N.Y. Elec. Law § 5-104 (McKinney 1978). The challenged provision of the New York State Constitution, Article II, section 4, is nearly identical to section 5-104(1) of the New York Election Law. Our discussion and analysis of section 5-104(1) is equally applicable to Article II, section 4, unless otherwise indicated.
The District Court reviewed the construction the New York Court of Appeals has given to section 5-104 and concluded that the statute could not survive "strict scrutiny" equal protection analysis because, Judge McCurn concluded, the provision creates a rebuttable presumption that students are not residents of their college communities and because the burden of proof of residency thus imposed on students is not necessary to the advancement of any compelling state interest. For the reasons that follow, we reverse.
"'In evaluating a facial challenge to a state law, a federal court must, of course, consider any limiting construction that a state court or enforcement agency has proffered.'" Kolender v. Lawson, 461 U.S. 352, 355, 75 L. Ed. 2d 903, 103 S. Ct. 1855 (1983) (quoting Village of Hoffman Estates v. The Flipside, Hoffman Estates, Inc., 455 U.S. 489, 494 n.5, 71 L. Ed. 2d 362, 102 S. Ct. 1186 (1982)). The interpretation of a state statute or constitutional provision made by that state's highest court is binding on a federal court. See Schad v. Borough of Mount Ephraim, 452 U.S. 61, 65, 68 L. Ed. 2d 671, 101 S. Ct. 2176 (1981). The New York Court of Appeals definitively construed section 5-104 of the New York Election Law in Palla, supra, a case remarkably similar to this one.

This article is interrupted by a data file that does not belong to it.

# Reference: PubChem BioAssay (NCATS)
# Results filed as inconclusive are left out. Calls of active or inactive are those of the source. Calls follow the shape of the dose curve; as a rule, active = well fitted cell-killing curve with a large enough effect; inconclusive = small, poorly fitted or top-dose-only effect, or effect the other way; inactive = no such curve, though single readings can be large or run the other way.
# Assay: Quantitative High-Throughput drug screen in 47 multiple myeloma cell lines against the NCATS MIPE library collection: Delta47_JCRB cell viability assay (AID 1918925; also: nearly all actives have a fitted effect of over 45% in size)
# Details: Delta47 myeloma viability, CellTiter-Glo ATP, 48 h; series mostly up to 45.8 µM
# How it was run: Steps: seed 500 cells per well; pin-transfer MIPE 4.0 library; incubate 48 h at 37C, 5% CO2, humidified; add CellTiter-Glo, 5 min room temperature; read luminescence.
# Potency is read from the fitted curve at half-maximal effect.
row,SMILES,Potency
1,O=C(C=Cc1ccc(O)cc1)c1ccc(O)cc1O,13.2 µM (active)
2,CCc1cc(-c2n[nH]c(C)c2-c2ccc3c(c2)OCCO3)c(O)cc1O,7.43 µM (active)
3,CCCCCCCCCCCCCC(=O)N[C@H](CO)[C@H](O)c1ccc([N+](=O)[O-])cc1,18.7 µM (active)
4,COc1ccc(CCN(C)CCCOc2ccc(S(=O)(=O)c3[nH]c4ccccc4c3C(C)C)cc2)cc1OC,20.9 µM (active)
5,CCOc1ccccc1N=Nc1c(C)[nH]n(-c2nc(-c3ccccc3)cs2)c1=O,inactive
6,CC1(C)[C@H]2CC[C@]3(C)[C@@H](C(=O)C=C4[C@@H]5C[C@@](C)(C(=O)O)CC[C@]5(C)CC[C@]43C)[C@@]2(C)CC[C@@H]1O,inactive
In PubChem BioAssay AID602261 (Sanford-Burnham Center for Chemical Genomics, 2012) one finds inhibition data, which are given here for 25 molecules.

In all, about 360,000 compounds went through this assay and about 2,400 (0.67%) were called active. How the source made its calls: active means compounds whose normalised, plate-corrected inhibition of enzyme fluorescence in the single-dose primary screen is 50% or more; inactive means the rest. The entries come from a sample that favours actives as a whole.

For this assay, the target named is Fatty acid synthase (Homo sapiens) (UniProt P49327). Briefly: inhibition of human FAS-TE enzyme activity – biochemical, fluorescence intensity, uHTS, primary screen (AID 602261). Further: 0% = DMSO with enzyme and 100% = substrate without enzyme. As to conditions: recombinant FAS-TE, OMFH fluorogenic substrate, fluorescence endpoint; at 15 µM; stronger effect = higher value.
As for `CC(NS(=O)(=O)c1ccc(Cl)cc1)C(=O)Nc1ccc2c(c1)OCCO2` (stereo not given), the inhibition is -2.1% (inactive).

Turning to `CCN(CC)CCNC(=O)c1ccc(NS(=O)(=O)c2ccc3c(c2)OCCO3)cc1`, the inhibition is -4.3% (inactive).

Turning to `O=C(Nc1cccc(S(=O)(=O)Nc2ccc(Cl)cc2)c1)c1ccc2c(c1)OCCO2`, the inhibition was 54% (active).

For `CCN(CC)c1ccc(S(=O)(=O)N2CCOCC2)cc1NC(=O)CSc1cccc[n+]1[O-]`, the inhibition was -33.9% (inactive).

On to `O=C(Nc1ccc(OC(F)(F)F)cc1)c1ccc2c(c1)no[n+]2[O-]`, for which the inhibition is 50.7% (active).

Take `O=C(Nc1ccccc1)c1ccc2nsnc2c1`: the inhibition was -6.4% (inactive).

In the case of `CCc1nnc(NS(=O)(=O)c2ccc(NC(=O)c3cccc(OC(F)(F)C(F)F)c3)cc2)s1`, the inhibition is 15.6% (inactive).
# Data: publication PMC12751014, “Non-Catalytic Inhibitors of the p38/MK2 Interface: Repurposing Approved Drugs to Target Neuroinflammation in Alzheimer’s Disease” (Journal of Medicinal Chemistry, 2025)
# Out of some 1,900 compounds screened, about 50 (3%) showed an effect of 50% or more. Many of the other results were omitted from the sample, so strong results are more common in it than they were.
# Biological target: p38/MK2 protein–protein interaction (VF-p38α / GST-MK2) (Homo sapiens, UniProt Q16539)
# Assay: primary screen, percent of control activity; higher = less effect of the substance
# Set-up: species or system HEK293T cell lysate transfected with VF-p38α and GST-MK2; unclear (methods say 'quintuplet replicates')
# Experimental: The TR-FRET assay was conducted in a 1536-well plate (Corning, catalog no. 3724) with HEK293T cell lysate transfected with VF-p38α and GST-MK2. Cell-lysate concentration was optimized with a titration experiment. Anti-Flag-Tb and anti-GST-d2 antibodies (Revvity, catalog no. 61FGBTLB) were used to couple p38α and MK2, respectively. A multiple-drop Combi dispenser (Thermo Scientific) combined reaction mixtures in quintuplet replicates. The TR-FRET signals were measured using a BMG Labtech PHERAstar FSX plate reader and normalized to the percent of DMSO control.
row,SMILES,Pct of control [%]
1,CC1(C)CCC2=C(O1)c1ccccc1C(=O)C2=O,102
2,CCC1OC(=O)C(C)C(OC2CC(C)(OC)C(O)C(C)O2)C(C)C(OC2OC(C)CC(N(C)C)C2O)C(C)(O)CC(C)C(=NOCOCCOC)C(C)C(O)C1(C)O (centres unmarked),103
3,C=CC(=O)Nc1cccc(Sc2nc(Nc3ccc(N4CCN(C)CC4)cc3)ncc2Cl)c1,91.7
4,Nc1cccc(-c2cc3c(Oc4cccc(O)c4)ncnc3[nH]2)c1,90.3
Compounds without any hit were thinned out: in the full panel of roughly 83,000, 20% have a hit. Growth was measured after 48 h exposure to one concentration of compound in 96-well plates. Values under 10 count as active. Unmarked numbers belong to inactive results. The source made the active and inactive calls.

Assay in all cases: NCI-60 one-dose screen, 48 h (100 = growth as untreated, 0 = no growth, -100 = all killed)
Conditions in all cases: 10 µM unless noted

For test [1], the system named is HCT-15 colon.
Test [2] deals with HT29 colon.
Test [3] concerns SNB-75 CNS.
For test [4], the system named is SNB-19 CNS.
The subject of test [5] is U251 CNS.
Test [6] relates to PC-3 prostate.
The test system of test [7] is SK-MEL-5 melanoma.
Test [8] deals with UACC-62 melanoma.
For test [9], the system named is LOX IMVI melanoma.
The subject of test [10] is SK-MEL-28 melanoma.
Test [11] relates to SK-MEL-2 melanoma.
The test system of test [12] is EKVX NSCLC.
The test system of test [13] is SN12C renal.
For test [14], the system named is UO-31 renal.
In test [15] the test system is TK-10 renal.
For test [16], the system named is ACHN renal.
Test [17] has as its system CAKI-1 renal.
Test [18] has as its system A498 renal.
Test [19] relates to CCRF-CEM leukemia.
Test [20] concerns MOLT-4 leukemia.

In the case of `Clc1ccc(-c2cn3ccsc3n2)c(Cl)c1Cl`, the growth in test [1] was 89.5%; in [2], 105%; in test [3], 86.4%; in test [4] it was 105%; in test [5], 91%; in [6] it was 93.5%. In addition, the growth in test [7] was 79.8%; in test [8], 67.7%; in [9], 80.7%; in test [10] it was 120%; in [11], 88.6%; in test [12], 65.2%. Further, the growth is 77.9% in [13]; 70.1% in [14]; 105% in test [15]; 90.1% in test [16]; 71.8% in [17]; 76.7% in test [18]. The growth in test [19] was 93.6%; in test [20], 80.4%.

In Palla, students denied voter registration in their college communities challenged on equal protection grounds the constitutionality of the predecessor to section 5-104, section 151 of the New York Election Law of 1949, quoted in full in Ramsey v. Rockefeller, supra, 348 F. Supp. at 783-84 n.1. The prior version included virtually the same language that now constitutes section 5-104.*fn1 The Court of Appeals concluded that the "statutory scheme . . . represents, at most, merely a permissible effort to insure that all applicants for the vote actually fulfill the traditional requirements of bona fide residence." 31 N.Y.2d at 46, 334 N.Y.S.2d at 866. As construed by the courts of New York, these requirements of bona fide residence include "not only an intention to reside at a fixed place, but also personal presence in that place coupled with conduct which bespeaks of such an intent." Id. at 47, 334 N.Y.S.2d at 867 (emphasis added). Section 5-104(2) lists, "with some particularity," various "criteria which the board of elections ...